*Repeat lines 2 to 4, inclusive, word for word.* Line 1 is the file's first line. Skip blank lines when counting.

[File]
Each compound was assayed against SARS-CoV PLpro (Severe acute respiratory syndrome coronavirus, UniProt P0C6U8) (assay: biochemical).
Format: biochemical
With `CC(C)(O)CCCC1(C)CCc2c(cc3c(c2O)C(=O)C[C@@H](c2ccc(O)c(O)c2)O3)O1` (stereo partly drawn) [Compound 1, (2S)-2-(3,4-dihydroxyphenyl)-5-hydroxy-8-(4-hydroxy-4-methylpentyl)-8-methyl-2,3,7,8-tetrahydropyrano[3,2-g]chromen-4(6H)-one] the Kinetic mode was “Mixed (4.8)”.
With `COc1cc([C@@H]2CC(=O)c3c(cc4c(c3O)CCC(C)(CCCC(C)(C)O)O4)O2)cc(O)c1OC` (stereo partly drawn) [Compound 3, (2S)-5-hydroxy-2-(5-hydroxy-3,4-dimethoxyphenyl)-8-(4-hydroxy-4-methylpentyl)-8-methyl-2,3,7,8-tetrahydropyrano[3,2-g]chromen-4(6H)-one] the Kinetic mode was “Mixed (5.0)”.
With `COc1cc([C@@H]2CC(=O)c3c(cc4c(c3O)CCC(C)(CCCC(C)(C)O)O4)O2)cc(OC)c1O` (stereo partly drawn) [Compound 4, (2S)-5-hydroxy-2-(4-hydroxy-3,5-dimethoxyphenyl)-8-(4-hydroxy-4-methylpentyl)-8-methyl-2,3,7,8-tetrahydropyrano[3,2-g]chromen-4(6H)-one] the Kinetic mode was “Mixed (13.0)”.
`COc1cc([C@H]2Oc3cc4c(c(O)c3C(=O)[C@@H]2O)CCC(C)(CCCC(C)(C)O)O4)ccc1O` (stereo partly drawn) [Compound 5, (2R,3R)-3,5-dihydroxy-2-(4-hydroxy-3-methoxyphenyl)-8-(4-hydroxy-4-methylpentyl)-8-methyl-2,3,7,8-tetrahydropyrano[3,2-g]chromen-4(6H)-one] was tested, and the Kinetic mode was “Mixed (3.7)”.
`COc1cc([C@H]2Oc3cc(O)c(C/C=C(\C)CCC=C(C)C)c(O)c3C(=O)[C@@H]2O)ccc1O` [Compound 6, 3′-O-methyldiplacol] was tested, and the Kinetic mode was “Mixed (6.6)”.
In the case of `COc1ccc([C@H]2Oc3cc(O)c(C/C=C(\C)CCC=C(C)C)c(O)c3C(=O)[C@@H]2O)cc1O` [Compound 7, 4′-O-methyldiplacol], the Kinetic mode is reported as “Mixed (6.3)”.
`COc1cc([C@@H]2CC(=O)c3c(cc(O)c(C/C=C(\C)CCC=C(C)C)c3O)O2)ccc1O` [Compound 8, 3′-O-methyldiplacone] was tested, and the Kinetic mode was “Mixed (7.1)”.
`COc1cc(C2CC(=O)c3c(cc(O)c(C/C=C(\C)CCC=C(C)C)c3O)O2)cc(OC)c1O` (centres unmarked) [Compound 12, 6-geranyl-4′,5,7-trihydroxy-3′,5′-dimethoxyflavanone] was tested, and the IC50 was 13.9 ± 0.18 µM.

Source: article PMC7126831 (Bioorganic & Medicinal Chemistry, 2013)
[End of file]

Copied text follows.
Format: biochemical
With `CC(C)(O)CCCC1(C)CCc2c(cc3c(c2O)C(=O)C[C@@H](c2ccc(O)c(O)c2)O3)O1` (stereo partly drawn) [Compound 1, (2S)-2-(3,4-dihydroxyphenyl)-5-hydroxy-8-(4-hydroxy-4-methylpentyl)-8-methyl-2,3,7,8-tetrahydropyrano[3,2-g]chromen-4(6H)-one] the Kinetic mode was “Mixed (4.8)”.
With `COc1cc([C@@H]2CC(=O)c3c(cc4c(c3O)CCC(C)(CCCC(C)(C)O)O4)O2)cc(O)c1OC` (stereo partly drawn) [Compound 3, (2S)-5-hydroxy-2-(5-hydroxy-3,4-dimethoxyphenyl)-8-(4-hydroxy-4-methylpentyl)-8-methyl-2,3,7,8-tetrahydropyrano[3,2-g]chromen-4(6H)-one] the Kinetic mode was “Mixed (5.0)”.